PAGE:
My Flight Sim Setup by Michael Collins                                               June 2008 issue of PC Flight.

 
 

Aside from a couple of efforts for friends and the Club, this is the third cockpit I have built for my own use. Each model has evolved from the previous one, taking advantage of improved availability and affordability of components and systems. The main change is usually the outside view. The first cockpit used a Fresnel Lens in front of a single 19" CTR monitor for the outside view. It ran on one PC with three graphic cards. The second cockpit had an enclosed cabin that ran on 3 networked PCs with a back-projected external view onto a 1.5m x 1.2m screen. Like the previous model, it was designed so that it could be quickly altered to be a single engine, twin prop or commercial 2 engine jet, simply by changing the gauge panel fronts. Although it was comfortable and very pleasing to fly, it was a rather large piece of kit that took up a lot of my basement room. It required the lights to be dimmed in order to get the full effect. I had been considering a change for these reasons for some time and was also spurred on by some of the new kit that became available last year.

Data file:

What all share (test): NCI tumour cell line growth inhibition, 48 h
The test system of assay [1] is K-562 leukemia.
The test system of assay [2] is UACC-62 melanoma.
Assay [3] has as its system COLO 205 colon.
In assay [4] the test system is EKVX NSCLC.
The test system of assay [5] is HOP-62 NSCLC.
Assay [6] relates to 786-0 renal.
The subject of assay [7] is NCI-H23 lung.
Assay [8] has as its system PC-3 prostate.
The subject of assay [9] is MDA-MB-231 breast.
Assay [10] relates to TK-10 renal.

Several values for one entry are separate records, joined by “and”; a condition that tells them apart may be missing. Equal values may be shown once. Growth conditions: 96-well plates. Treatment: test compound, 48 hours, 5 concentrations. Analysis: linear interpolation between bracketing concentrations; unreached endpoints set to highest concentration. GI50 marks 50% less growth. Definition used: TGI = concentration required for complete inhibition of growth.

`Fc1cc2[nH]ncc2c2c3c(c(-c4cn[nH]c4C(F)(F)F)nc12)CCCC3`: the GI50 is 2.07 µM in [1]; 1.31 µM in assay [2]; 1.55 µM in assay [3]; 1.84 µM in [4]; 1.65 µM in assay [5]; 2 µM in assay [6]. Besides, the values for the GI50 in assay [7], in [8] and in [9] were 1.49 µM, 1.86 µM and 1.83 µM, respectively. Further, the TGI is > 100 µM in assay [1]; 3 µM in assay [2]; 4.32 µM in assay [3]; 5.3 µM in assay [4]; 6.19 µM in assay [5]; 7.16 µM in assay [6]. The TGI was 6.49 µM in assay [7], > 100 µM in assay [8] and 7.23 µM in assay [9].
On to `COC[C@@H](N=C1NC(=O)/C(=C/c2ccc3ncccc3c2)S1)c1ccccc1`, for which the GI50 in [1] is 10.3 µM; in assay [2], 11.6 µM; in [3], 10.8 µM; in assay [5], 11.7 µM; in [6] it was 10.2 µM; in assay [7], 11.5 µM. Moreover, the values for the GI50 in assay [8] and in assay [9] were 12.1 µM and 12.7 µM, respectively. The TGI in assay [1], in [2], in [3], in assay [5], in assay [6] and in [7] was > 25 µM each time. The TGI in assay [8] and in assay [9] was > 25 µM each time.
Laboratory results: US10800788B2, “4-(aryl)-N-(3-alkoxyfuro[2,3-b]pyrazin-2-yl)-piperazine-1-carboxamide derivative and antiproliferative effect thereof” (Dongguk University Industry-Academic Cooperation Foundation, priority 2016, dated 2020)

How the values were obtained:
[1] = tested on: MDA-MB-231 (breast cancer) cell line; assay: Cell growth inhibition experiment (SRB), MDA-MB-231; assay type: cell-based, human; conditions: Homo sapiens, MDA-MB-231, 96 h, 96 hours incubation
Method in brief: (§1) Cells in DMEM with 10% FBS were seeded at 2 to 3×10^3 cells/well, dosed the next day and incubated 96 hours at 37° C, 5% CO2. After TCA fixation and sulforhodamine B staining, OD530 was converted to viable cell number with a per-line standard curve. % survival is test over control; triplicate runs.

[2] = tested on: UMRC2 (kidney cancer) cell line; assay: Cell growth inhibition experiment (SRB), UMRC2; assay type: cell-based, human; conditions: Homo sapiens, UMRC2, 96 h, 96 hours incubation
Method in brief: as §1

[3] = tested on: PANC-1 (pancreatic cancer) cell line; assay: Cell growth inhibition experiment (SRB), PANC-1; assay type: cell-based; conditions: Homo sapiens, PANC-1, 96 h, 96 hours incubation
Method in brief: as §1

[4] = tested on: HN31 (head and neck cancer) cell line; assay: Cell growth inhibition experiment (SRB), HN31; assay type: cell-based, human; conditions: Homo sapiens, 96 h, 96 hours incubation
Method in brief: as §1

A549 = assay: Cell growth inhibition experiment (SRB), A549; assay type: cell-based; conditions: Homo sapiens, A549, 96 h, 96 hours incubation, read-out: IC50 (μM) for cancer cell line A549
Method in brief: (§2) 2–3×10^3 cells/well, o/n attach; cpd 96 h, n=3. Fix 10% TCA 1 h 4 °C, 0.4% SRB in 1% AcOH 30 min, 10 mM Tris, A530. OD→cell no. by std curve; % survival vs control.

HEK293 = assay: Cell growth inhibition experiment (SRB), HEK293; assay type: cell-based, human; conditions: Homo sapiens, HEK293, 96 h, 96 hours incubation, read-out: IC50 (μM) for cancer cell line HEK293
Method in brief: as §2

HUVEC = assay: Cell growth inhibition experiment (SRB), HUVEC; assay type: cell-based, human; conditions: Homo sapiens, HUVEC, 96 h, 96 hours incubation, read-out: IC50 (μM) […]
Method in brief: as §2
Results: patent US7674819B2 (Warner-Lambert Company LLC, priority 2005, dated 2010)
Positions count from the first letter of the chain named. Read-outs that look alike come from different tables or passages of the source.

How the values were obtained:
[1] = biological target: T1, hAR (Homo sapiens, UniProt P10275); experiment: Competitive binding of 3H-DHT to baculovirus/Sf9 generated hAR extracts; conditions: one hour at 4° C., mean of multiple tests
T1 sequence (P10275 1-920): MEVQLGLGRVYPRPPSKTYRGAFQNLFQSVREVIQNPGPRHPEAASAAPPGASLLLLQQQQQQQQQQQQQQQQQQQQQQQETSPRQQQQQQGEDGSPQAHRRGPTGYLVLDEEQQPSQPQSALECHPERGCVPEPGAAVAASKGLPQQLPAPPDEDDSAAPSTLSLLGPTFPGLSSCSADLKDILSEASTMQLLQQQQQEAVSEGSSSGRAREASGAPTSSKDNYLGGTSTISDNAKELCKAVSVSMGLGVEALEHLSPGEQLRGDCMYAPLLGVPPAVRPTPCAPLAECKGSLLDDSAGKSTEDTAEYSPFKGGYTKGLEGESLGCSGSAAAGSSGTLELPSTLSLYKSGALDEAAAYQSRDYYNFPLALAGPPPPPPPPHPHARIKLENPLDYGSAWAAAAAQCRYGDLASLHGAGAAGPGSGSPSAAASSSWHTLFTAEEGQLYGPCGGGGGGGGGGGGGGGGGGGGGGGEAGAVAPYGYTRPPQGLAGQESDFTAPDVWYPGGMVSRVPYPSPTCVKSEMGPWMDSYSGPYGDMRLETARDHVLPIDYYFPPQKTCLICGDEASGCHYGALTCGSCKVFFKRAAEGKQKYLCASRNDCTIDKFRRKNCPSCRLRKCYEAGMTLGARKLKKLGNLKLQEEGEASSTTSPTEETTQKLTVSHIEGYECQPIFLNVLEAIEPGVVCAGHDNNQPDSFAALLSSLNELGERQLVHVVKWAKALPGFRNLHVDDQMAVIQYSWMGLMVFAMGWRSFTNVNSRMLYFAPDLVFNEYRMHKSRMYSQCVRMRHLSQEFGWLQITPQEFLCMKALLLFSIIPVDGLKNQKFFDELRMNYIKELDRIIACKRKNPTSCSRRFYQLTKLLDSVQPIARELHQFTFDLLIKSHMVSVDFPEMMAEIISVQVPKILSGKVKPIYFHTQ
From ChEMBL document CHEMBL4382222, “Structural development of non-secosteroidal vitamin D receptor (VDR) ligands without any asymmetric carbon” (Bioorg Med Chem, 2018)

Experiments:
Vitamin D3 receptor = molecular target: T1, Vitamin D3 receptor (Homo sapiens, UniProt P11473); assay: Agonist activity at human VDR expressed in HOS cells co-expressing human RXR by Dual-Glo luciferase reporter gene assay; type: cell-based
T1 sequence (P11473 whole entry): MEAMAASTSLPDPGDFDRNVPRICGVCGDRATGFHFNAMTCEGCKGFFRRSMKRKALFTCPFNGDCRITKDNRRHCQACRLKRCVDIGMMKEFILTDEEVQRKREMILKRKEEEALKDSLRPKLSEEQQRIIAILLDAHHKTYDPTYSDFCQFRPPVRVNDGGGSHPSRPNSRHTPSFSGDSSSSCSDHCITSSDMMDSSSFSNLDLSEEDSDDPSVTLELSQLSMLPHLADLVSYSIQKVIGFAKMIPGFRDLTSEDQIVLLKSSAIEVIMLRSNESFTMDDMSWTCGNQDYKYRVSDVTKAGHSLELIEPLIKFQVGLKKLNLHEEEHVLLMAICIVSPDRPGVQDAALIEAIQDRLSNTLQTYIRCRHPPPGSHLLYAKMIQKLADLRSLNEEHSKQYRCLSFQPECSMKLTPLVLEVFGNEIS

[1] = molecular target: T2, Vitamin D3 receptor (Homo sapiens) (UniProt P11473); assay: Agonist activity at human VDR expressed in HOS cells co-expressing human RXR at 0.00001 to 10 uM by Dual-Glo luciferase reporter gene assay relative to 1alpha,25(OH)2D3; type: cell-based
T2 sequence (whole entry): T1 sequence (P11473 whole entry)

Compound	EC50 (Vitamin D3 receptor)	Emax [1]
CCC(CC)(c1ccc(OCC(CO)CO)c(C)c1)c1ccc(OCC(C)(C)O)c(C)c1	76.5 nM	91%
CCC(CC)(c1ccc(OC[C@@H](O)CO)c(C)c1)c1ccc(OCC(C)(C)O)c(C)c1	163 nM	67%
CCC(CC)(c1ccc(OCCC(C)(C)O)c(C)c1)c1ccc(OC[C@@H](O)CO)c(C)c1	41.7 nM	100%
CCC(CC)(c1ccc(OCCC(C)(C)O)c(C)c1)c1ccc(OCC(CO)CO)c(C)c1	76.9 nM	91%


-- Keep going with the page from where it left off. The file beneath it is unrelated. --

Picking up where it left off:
Flying a B737 around Europe on line with Squawkbox and VATSIM is my favourite flight sim pastime and it was a requirement that the new cockpit would be provide for this. The desire to incorporate a B737 Flight Management Computer (FMC) and full Mode Control Panel (MCP) meant that I could no longer realistically maintain the “quick change” panel format to a single engine or twin prop set up. Finally, as a reaction to the previous rather flamboyant waste of space, it became a challenge to see how small a space I could get it in to.